Even the Crusaders must have realized this, as the purple shirts were shelved for a few years after the '57 season. (Of course, they've been brought back in recent seasons ...)

The all-purple Holy Cross uniform, in all its glory.
What I'd give for a color picture ...

By '59, a plain short-sleeved white shirt was worn for early-season warm-weather games.

The not-as-gaudy uniform with the white shirts.

And the short-sleeved plain shirts worn for warm-weather games.
They don't look like more than glorified practice shirts.

Want more from Holy Cross? Look here: 201420132004-08, 19921986-911973-74197219711967-701951-55. Rivalry Week: Boston College-Holy Cross.

Monday, November 9, 2015

Cornell Big Red (1950-51)

Some teams seem easy to research at first glance ... until you do a little digging and you want to bang your head against your laptop in frustration. Nineteen-fifties Cornell is one of them. Goofy-but-charming helmet, red shirt, white pants; not too bad. Oh, wait, but several Big Red players wore this Dartmouth-style helmet while some were wearing the other helmet, then you have the gray pants they broke out sometimes, and what about the socks??

And you thought it was hard to keep track of today's cornucopia of uniform changes.

I do wonder, however, if any uniform-obsessed Cornell fans existed in the early 1950s; if someone nudged his roomie at a game and said (with a little too much gleam in his eye), "Oooh, look! The Big Red's breaking out the gray pants today!!"

A nice shot of the early-1950s Cornell uniform,
from an eBay listing.
This 1951 photo shows the two different helmets Cornell wore
 -- check out No. 10's helmet on left and compare it with the other guys.
It eventually became the standard Big Red helmet as the decade went on.

Sarcasm aside, I was surprised how often gray popped up in Cornell's 1950s-60s uniforms after assuming that the current unis marked he first time the Big Red had gone gray. And I am eternally grateful to the Cornell Daily Sun photogs from the era who snapped virtually every game, home and road.

Another neat oddity: the sleeve stripes on the wrists instead of the upper arms, although I think I prefer the latter.

The early-50s home uniform, with the gray pants.
I love those 1960s-70s Dallas Cowboys-style numbers.

Can't get enough from the Big Red? Check out these uniforms: 2013-141999-200119941983-84, 1985-891977-821967-7519651961-64. Rivalry week: Cornell-Penn.

Thursday, November 5, 2015

Penn Quakers (1954-55)

Sure, this looks like just another plain-Jane uniform from the 1950s, but Penn's mid-50s design has some intrigue to it:

1) It marked the only time the Quakers ever wore white helmets;
2) The classic red-and-blue striped sleeves, a Penn trademark since the nineteenth century, were ditched for more pedestrian trim;
3) As had been the case for several years, no dark jersey was worn;
4) Penn's record in this short-lived design was 0-18.

It's the last point I want to discuss more. For reasons that could fill an entire book (this one is a good starting point), Penn played the likes of Army, Navy, Penn State, Notre Dame, Duke and California even as it was undergoing "de-emphasis" with the rest of the Ivy League. The '55 team went 0-9, scored 34 points all season and was shut out five times.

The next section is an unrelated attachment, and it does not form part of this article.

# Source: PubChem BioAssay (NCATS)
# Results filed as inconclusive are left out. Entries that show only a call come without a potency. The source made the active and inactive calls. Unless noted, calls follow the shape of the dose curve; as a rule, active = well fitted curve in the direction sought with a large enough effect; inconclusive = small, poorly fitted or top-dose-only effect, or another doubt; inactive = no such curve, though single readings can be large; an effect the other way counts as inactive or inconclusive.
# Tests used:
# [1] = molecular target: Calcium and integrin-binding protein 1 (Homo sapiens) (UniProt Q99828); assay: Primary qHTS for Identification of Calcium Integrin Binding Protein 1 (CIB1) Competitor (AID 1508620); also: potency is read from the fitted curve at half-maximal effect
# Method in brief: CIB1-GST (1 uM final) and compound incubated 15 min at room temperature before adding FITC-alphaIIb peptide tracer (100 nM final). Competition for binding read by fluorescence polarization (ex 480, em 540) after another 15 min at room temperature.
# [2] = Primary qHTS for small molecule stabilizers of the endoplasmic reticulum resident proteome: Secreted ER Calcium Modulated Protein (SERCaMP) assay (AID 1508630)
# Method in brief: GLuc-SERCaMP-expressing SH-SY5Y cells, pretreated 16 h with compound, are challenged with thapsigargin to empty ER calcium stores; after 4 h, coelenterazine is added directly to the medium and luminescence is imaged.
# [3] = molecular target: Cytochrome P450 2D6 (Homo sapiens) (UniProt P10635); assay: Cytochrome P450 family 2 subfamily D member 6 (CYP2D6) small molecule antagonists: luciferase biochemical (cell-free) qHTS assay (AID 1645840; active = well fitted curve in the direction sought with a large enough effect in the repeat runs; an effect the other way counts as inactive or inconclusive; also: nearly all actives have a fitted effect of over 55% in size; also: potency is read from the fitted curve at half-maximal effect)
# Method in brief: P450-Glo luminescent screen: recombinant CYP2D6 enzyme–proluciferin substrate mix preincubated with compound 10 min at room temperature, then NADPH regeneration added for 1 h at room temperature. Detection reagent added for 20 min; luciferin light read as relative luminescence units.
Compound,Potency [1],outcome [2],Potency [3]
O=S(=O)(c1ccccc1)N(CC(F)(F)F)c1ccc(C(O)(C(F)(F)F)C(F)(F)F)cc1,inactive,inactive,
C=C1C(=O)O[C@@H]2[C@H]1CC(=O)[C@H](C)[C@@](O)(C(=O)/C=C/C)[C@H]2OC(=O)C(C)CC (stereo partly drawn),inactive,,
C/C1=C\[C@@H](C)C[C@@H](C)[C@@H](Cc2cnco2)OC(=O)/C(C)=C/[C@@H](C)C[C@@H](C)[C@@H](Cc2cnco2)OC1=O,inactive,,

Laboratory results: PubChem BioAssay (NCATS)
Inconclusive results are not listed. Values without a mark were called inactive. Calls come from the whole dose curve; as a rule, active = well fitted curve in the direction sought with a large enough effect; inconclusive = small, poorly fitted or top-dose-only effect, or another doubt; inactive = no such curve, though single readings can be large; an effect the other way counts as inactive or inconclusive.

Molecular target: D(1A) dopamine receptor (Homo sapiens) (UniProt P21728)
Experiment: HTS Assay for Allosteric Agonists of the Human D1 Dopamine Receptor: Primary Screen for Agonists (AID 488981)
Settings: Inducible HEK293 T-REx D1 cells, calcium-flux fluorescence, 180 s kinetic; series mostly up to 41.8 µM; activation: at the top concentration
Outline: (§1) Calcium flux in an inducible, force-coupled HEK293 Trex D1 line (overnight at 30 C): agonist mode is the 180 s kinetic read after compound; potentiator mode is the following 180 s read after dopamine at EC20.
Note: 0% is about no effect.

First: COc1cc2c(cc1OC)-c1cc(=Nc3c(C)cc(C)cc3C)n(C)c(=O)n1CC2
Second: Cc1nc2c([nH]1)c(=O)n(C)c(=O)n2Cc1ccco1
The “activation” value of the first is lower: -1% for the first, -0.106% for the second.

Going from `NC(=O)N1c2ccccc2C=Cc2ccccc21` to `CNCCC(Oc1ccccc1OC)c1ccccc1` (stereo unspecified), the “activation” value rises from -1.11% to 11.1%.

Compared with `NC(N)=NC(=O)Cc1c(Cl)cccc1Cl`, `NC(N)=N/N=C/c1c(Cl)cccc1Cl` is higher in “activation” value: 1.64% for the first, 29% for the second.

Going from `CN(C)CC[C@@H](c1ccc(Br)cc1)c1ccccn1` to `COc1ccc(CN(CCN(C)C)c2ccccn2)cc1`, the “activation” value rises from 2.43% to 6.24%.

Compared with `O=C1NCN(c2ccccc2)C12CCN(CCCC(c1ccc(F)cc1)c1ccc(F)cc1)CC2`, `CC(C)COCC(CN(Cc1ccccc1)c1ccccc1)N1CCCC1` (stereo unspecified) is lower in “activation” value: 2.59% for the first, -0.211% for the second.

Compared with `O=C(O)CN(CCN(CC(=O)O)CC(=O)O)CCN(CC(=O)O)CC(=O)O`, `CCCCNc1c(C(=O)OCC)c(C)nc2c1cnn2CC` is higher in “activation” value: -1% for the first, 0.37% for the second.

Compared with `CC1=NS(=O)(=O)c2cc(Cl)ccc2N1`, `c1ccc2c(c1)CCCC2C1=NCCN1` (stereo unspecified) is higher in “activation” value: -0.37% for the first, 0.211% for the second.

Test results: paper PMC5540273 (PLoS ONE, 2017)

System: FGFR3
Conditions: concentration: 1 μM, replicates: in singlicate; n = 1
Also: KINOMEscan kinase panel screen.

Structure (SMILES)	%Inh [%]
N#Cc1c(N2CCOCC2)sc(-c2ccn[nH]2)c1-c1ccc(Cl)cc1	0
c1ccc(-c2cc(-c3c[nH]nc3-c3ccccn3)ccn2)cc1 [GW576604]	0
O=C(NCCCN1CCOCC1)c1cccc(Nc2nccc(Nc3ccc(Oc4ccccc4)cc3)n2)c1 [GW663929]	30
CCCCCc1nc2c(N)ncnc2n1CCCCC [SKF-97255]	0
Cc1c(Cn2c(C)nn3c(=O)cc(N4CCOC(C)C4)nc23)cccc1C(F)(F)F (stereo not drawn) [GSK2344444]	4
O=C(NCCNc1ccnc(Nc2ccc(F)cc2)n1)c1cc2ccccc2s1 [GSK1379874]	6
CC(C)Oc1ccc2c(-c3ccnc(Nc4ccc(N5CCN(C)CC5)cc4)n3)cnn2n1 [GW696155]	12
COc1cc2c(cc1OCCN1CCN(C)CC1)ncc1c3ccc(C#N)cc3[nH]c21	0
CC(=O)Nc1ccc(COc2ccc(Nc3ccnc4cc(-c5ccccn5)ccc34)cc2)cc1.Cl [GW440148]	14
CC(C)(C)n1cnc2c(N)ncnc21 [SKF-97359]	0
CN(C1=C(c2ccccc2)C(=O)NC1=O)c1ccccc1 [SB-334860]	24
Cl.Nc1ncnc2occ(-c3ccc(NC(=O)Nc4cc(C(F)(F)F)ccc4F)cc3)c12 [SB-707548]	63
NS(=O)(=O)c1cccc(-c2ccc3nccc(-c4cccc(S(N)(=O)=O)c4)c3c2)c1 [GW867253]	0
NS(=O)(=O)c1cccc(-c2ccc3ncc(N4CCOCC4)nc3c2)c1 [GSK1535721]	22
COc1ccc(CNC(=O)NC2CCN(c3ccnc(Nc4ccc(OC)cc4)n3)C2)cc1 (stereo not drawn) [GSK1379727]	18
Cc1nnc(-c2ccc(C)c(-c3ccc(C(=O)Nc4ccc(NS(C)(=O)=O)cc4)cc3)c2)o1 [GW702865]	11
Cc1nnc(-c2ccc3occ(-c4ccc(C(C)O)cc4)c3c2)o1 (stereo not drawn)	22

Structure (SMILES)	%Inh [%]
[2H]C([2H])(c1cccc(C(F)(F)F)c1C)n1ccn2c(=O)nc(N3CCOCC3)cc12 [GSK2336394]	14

Penn takes on Cornell in 1954 (top) and '55.
Penn lost both Turkey Day tilts by a combined score of 59-13.
This is an oversimplification, of course, but I can't help but associate some short-lived uniforms with losing football:

* 1948-49 Harvard: 5-12.

As for Penn, the blue helmets and striped sleeves -- along with a more sane schedule --  returned in '56, and the Quakers went 4-5.

Penn and Princeton square off in 1955.
I love those shots of Franklin Field in the background.

The school's incredible Digital Image Collection has some awesome photos of the 1954-55 Quakers, and tons more goodies where those came from. Check them out here and here.

More Penn uniforms, old and new, red, white and blue (and gray): 201420131992-94, 1983-841981-821971-781965-661956-641948. Rivalry Week: Cornell-Penn.

I know I'm cheating by adding this 1956 pocket schedule (from an eBay listing),
but I think it's interesting how it highlights Penn's return to a traditional
schedule -- and traditional uniforms.

Monday, November 2, 2015

Brown Bears (1957-58)

I've spent the last few weeks researching the Ivy League uniforms of the 1950s, so I'll be sharing some results over the next couple weeks.

We'll start with Brown, one the Ivies' ne'er-do-wells in the league's early days ... OK, one the league's ne'er-do-wells until Phil Estes became coach in 1998. The Bears have burned through several secondary colors over the years -- gold, silver, red -- and tan was the color of choice in the '50s. The helmets had three stripes separated by white, an unusual look for the period. Also note the use of separate home and road socks to maintain continuity with the jerseys, a nice touch.

A nice shot of the '58 Brown jersey. The striping pattern on the pants
are slightly different from all the game-action pictures I've seen.
This is from Brown's digital collections site.
The '58 roads in action at Princeton. From the Daily Princetonian.

Midway through the '58 season, the helmets sprouted numbers, since that was the fashion fad in college football at the time. In '59 there was a coaching change, and with it, a uniform overhaul.

More unis from the sons of Bruno: 2014, 2012-132004-082001-03, 1997-20001984-89, 1981-831975-771967-71.